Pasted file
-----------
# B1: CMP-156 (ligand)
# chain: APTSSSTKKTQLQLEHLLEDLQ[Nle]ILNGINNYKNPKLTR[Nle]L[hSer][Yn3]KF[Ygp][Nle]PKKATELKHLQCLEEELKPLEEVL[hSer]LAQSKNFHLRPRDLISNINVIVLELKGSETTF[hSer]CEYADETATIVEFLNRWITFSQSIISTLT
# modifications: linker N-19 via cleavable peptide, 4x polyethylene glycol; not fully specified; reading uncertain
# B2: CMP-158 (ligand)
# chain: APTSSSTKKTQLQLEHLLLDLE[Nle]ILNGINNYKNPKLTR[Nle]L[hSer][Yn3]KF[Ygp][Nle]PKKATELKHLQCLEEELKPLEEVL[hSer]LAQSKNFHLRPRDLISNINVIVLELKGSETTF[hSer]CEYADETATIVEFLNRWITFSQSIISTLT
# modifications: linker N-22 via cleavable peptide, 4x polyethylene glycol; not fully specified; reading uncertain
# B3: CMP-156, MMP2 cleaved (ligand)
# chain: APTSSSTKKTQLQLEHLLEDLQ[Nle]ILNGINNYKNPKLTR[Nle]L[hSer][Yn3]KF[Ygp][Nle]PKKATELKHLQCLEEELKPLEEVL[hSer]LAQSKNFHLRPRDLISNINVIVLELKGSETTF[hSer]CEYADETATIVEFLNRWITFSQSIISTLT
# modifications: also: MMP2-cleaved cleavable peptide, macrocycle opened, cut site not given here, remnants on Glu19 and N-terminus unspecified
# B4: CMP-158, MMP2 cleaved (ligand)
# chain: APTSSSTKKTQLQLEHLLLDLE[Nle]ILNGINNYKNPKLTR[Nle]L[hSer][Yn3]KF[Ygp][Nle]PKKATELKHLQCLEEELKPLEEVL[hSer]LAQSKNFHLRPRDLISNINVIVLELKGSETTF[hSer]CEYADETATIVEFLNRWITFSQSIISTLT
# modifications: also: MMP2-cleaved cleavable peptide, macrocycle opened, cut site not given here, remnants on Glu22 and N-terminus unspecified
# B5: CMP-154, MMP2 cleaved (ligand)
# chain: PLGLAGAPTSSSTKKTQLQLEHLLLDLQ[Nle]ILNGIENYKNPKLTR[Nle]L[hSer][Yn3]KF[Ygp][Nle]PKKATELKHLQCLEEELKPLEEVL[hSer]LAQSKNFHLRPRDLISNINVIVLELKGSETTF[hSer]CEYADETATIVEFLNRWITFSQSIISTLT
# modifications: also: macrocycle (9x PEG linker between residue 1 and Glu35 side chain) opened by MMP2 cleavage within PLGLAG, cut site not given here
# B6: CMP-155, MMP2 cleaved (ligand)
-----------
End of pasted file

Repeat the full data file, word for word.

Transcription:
# B1: CMP-156 (ligand)
# chain: APTSSSTKKTQLQLEHLLEDLQ[Nle]ILNGINNYKNPKLTR[Nle]L[hSer][Yn3]KF[Ygp][Nle]PKKATELKHLQCLEEELKPLEEVL[hSer]LAQSKNFHLRPRDLISNINVIVLELKGSETTF[hSer]CEYADETATIVEFLNRWITFSQSIISTLT
# modifications: linker N-19 via cleavable peptide, 4x polyethylene glycol; not fully specified; reading uncertain
# B2: CMP-158 (ligand)
# chain: APTSSSTKKTQLQLEHLLLDLE[Nle]ILNGINNYKNPKLTR[Nle]L[hSer][Yn3]KF[Ygp][Nle]PKKATELKHLQCLEEELKPLEEVL[hSer]LAQSKNFHLRPRDLISNINVIVLELKGSETTF[hSer]CEYADETATIVEFLNRWITFSQSIISTLT
# modifications: linker N-22 via cleavable peptide, 4x polyethylene glycol; not fully specified; reading uncertain
# B3: CMP-156, MMP2 cleaved (ligand)
# chain: APTSSSTKKTQLQLEHLLEDLQ[Nle]ILNGINNYKNPKLTR[Nle]L[hSer][Yn3]KF[Ygp][Nle]PKKATELKHLQCLEEELKPLEEVL[hSer]LAQSKNFHLRPRDLISNINVIVLELKGSETTF[hSer]CEYADETATIVEFLNRWITFSQSIISTLT
# modifications: also: MMP2-cleaved cleavable peptide, macrocycle opened, cut site not given here, remnants on Glu19 and N-terminus unspecified
# B4: CMP-158, MMP2 cleaved (ligand)
# chain: APTSSSTKKTQLQLEHLLLDLE[Nle]ILNGINNYKNPKLTR[Nle]L[hSer][Yn3]KF[Ygp][Nle]PKKATELKHLQCLEEELKPLEEVL[hSer]LAQSKNFHLRPRDLISNINVIVLELKGSETTF[hSer]CEYADETATIVEFLNRWITFSQSIISTLT
# modifications: also: MMP2-cleaved cleavable peptide, macrocycle opened, cut site not given here, remnants on Glu22 and N-terminus unspecified
# B5: CMP-154, MMP2 cleaved (ligand)
# chain: PLGLAGAPTSSSTKKTQLQLEHLLLDLQ[Nle]ILNGIENYKNPKLTR[Nle]L[hSer][Yn3]KF[Ygp][Nle]PKKATELKHLQCLEEELKPLEEVL[hSer]LAQSKNFHLRPRDLISNINVIVLELKGSETTF[hSer]CEYADETATIVEFLNRWITFSQSIISTLT
# modifications: also: macrocycle (9x PEG linker between residue 1 and Glu35 side chain) opened by MMP2 cleavage within PLGLAG, cut site not given here
# B6: CMP-155, MMP2 cleaved (ligand)